What’s the Point?

[This article was written by Matt Nevins.]

Each day millions of people wake up in the morning, go through various activities through the day, and go back to sleep that night. Some have developed a schedule that is followed daily. Life becomes repetitive and people tend to get stuck in the rut of everyday life. The monotony that may occur will cause individuals to raise the question, “What is the point to life?” Mankind has a fundamental need of purpose and a sense of value in order to have a satisfying or meaningful life. Answering the question, “What is the point?” will provide the drive needed to establish a meaningful life.

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The Strait and Narrow

Enter ye in at the strait gate: for wide is the gate, and broad is the way, that leadeth to destruction, and many there be which go in thereat: because strait is the gate, and narrow is the way, which leadeth to life, and few there be that find it” (Matthew 7:13-14, KJV).

These familiar verses are a portion of Jesus’ “Sermon on the Mount” (Matthew 5-7). He was teaching the multitudes at this time about the coming kingdom of God. He showed them the character of one who would be part of that kingdom so they would be prepared when the time came. These two verses help show the type of person who would be Jesus’ disciple and, as a result, obtain salvation.
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They Think It Strange

The Christian life is different from the life of one in the world. Paul told the Christians in Rome: “Do not be conformed to this world, but be transformed by the renewing of your mind” (Romans 12:2). While Paul was giving his defense before Agrippa, he used that opportunity to try and “persuade” the king “to become a Christian” (Acts 26:28). The statement by Agrippa showed that he realized that Paul was trying to convince him to become a Christian. The very fact that he had to be persuaded to become a Christian shows that living as a Christian requires one to be different from the world. In writing to Christians, Peter said that the ones who knew them before they were Christians would “think it strange” that they do not live in the same manner that they lived before (1 Peter 4:4). Why would they think it strange? What is it about the Christian life that is different from the world? We will notice a few points from the context surrounding 1 Peter 4:4.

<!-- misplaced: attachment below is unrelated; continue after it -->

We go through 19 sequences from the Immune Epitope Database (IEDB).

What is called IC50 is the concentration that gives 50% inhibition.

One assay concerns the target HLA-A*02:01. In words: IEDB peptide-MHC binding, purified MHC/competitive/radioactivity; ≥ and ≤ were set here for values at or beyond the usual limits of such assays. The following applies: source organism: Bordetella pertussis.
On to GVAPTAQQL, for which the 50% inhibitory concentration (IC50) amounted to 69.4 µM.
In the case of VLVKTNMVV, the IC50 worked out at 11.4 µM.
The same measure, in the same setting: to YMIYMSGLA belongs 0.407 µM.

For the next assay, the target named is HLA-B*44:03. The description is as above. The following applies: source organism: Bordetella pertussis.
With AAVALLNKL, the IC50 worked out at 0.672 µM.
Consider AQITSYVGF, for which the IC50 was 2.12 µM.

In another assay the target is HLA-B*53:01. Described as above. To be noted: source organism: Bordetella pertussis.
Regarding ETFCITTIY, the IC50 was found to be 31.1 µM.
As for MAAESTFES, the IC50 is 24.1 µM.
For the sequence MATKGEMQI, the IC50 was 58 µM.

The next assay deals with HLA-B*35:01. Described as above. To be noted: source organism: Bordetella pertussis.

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Great Plainness of Speech

2 Corinthians 3:12

Seeing then that we have such hope, we use great plainness of speech” (2 Corinthians 3:12, KJV).

Paul told the Corinthians that he deliberately made his words and his message clear and understandable in his work as a minister of the new covenant (2 Corinthians 3:6). The new covenant Paul referred to is the gospel. He used “great plainness” as he preached. Why use such plainness? It is because of the hope we have under the new covenant. Those who obey the gospel have the hope of heaven because of Christ’s atoning sacrifice. But why is “great plainness” necessary in preaching the gospel? Let us notice a few reasons.
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